“Healthy vision is something that is so vital to our quality of life, yet we tend to take it for granted that it will always be there for us,” said Hugh R. Parry, president and CEO of Prevent Blindness America. “This program will allow companies to provide useful and timely information about eye wellness and eye safety to their most important resource, their employees. “

The program is free, and participants in the Healthy Eyes Vision Wellness Program receive:

  • Vision Wellness in the Workplace Promotion Guide
  • Prevent Blindness America's Healthy Vision Observance Calendar
  • Monthly e-mailed vision health and safety posters, fact sheets and eye health and safety news updates
  • The Common Eye Myths poster
  • Adult Vision Risk Assessment for employees
  • Sample Healthy Eyes Vision Wellness Guide

In addition to the Healthy Eyes Vision Wellness Program, Prevent Blindness America also encourages companies to enroll in its Wise Owl Eye Safety Recognition Program. Since 1948, this program has provided safety education materials to employers to help their employees avoid eye accidents and offers recognition to companies and individuals who have saved vision through dedication to proper eye protection in the workplace.

To find out how your company can sign up for the Healthy Eyes Vision Wellness Program, the Wise Owl Eye Safety Recognition Program, or to receive free information on eye safety in the workplace, call Prevent Blindness America at 800-331-2020 or visit

Polycarbonate Frames

The Inertia is the latest edition to MCR Safety's Plus Series of protective eyewear. This lightweight, polycarbonate frame features a single, flexible lens that blocks 99.9 percent of ultraviolet rays and provides an excellent orbital seal. Additional features include a non-slip, wrap-around TPR temple sleeve for comfort and grip; a soft, secure TPR nose pad; and an exclusive Duramass scratch-resistant coating. Some styles also feature AF4 anti-fog coating. This eyewear is available in black, silver and white frame options.
MCR Safety
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Universal Sideshields

The Safemate B-22 Multi-Hazard Shield utilizes pliable, FDA-approved, medical grade polymers that provide expanded coverage, protection and comfort for extended wear in the medical, personal and industrial hazard environments. The B-22+ Auto adjusts to fit any frame shape (small, medium or large) while self-adapting to unique individual facial features. They are available for different applications in clear, smoke, ice blue, amber and ebony and meet ANSI Z-87.1.
Safety Optical Service
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Safety Spectacles

The XFC (Xtreme Fashion & Comfort) 9100 safety spectacle features a lightweight nylon half frame and a single lens design. It features soft, flexible, rubberized temple tips for a secure fit; a ribbed, rubberized nose piece; and a hard-coated 8-base curve polycarbonate lens. The impact-defying polycarbonate lenses protect eyes from 100 percent of harmful UV radiation. The XFC 9100 is available with black or crimson frames and with clear, smoke, amber, mirror, TrueView or Clear Polynium Plus lenses. The XFC 9100 meets ANSI Z87.1 standards.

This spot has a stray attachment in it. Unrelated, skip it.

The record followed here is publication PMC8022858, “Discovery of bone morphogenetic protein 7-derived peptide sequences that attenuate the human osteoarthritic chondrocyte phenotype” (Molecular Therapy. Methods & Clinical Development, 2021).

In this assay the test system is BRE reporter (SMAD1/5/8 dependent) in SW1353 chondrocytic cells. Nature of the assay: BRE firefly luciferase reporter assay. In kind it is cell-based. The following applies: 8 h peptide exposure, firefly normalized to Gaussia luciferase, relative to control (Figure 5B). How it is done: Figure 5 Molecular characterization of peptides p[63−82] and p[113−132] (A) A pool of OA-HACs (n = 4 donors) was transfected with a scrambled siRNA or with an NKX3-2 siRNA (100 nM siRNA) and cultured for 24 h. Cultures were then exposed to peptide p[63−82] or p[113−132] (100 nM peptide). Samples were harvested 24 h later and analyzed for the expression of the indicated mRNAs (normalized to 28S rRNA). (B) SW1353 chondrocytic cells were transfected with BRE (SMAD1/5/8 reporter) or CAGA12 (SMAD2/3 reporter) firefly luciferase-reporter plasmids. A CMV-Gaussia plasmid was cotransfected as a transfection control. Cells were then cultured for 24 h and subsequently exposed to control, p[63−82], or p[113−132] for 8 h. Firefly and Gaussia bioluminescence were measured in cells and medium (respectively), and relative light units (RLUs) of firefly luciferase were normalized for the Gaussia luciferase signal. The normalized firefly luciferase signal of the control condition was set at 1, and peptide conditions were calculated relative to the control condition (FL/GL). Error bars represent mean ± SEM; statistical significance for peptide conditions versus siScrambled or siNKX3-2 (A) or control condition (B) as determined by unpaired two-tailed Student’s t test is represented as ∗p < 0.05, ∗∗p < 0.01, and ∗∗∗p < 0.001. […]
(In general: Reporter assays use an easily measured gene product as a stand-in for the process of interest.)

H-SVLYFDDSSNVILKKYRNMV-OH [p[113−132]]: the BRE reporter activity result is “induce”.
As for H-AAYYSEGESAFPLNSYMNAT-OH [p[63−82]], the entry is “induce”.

H.L. Bouton Co. Inc.
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Contour Eye Protection

The KleenGuard V50 contour eye protection features an integrated fog and particle shield and all-around comfortable foam surrounding the lens. It provides comfortable protection while reducing fogging by 50 percent over traditional safety glasses when worn with an industrial respirator. The V50 also contours to the face, providing a better, more customized fit with the performance industrial work demands. Other features include ratcheted temples, scratch-resistant coating and impact resistance, along with an adjustable lens angle.
Kimberly-Clark Professional
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Summer Safety Eyewear

Gateway Safety's new 4X4 Sport eyewear protects outdoor workers in the summer with lightweight, polycarbonate lenses that absorb more than 99.9 percent of UVA and UVB rays. The 4X4 Sport features high-end sunglass styling; a strong, four-sided, wraparound frame that weighs just 1 ounce; polycarbonate dual lenses with an anti-scratch coating for a clear view; a soft nosepiece provides a snug, secure fit; and flexible temple tips to relieve pressure behind the ears. The glasses meet or exceed the ANSI Z87.1+ and CSA Z94.3 standards.
Gateway Safety Inc.
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Sealed Safety Eyewear

The new Uvex Seismic sealed eyewear provides an ergonomic, adaptable design combining comfort and high performance protection against impact, sun, wind, dust and debris. The adaptive design can be worn with snap-in temples or headband and with or without the cushion-lined sub-frame. With these glasses, workers can adapt to their environment and address a range of hazards, such as grinding, chipping, shaving and sanding. Features include soft nose pads that conform to a variety of facial profiles and minimize slippage; a high-quality foam sub-frame for cushioning and protection from fine particles; padded temple tips; and an adjustable, flame-resistant headband.
Uvex by Sperian